One global packaging manufacturer has consolidated its telecoms network to a single provider, producing a 25% annual saving. TM case study: Rexam and AT&T
From opening a can of fizzy drink to using eye drops or applying moisturiser, people all over the world come into contact with a Rexam product on average every 15 minutes. One of the world’s largest consumer packaging companies, Rexam has around 110 manufacturing facilities in more than 20 countries in Europe, North and South America and the Asia-Pacific rim. A company of this size needs a rigorous and reliable telecommunications network.
Consolidation a driver
An important part of the company’s business strategy is consolidation, to reduce costs, complexity and duplication. A global data centre was established in the UK to support business critical (ERP) applications, supplied primarily by SAP. This is currently being used by Rexam plc and two of its business sectors. The remaining two sectors will migrate to SAP over the next two years. A critical component of the strategy is IT vendor consolidation and the management of supplier relationships.
When John Neal was appointed chief technology officer of Rexam three years ago, he recommended moving 100% to a single network provider for the company’s operations in Europe, the United States and Latin America in order to meet the needs of the business and drive consolidation. Having considered recommendations from IT research company Gartner and following a review of several network providers, the company selected AT&T as its telecoms provider of choice and recently renewed a five-year contract with AT&T worth $30m.
“Increased centralisation and consolidation brings a requirement for more resilience in the network,” says Neal. “While the backbone tends to be resilient regardless of the networking provider, the critical part is the last mile and hence the performance and management of the various local PTTs [post telegraph and telecoms] is a major consideration. It was not very effective for us to manage a multitude of network vendors internally, so we selected AT&T because they proved to us that they could take ownership of the entire infrastructure, and manage this on our behalf.”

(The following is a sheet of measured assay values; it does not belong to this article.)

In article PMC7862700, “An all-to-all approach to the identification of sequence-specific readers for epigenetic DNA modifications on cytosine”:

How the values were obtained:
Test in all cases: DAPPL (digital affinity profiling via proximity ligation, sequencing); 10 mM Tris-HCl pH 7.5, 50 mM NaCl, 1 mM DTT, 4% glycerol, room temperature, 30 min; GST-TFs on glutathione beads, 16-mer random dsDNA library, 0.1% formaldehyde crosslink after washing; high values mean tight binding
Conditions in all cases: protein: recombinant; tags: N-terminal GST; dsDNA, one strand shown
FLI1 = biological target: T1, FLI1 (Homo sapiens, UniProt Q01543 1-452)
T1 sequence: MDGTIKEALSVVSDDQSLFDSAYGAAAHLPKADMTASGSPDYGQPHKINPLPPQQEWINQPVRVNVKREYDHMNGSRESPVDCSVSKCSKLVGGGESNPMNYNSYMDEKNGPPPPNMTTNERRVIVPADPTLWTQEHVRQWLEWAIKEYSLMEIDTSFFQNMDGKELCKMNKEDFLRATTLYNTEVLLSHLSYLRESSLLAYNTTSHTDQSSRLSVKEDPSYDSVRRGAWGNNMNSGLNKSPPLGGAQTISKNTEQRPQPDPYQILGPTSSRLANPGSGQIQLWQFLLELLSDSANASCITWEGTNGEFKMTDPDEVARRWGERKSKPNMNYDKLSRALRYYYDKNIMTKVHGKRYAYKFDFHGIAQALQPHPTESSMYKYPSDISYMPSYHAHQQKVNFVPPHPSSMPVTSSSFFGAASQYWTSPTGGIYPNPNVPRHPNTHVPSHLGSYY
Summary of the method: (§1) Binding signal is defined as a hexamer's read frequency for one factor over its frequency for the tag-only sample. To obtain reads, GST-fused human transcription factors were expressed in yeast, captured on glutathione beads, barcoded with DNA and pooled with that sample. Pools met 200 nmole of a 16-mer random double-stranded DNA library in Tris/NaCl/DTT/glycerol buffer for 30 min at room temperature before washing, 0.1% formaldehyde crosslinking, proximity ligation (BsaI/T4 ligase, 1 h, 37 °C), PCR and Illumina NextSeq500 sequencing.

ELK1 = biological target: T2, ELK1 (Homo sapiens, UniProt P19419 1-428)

Rexam was able to compare AT&T’s performance with other competitors before any decisions to move away from a dual vendor strategy were made, when an incident outside the company’s control caused a network outage in Spain. Construction work taking place outside the company’s facilities broke a network cable and burst a water main. There was no opportunity to physically repair the broken network cable because the premises were flooded and proved a real test. AT&T was first to restore the company’s network link.
“It is not just about having a reliable network — having a good response mechanism is equally critical too,” says Neal. “It really allowed us to judge AT&T’s performance and capabilities.”
AT&T provides Rexam with an IP-based virtual private network (VPN) that connects some 100 manufacturing operations as well as around 60 third party locations. The relationship has evolved from AT&T delivering a global WAN (wide area network) to providing a range of fully managed global networking services, from managed security services through to IP telephony.